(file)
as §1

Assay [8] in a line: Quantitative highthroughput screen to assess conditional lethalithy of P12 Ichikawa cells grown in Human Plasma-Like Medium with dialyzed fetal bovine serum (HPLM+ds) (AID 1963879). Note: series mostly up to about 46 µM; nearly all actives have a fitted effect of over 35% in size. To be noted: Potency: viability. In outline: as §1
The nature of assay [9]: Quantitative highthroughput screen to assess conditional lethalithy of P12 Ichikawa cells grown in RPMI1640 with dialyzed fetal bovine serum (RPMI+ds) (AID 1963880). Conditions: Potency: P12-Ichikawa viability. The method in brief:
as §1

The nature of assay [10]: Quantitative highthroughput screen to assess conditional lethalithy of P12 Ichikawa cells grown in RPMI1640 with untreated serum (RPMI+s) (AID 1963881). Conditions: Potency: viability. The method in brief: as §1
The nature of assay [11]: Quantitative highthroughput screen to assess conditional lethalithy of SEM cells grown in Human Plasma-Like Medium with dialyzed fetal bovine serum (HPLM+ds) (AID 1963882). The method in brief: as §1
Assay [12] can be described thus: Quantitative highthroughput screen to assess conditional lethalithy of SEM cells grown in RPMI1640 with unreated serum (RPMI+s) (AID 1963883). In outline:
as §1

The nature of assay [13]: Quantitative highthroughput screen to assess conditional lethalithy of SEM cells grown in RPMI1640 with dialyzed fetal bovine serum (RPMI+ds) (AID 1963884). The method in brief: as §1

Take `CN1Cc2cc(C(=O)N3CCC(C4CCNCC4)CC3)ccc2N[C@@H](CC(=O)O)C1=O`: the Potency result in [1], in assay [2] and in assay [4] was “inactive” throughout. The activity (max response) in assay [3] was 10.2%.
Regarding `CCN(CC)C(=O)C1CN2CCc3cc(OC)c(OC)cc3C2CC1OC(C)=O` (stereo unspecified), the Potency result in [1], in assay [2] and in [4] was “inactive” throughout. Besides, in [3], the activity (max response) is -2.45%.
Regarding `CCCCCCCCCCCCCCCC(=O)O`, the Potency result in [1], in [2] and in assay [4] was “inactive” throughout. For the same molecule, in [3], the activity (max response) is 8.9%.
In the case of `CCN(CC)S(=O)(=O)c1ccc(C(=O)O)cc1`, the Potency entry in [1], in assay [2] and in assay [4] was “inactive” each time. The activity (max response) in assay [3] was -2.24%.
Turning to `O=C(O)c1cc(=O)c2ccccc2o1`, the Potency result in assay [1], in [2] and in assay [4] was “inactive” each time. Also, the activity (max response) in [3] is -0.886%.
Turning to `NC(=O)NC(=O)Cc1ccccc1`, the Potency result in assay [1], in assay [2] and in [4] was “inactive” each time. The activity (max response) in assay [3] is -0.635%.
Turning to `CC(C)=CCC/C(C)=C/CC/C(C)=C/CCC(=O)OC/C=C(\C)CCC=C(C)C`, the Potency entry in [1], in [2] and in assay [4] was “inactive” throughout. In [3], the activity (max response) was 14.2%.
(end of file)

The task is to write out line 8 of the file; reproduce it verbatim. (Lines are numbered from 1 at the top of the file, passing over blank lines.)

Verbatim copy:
as §1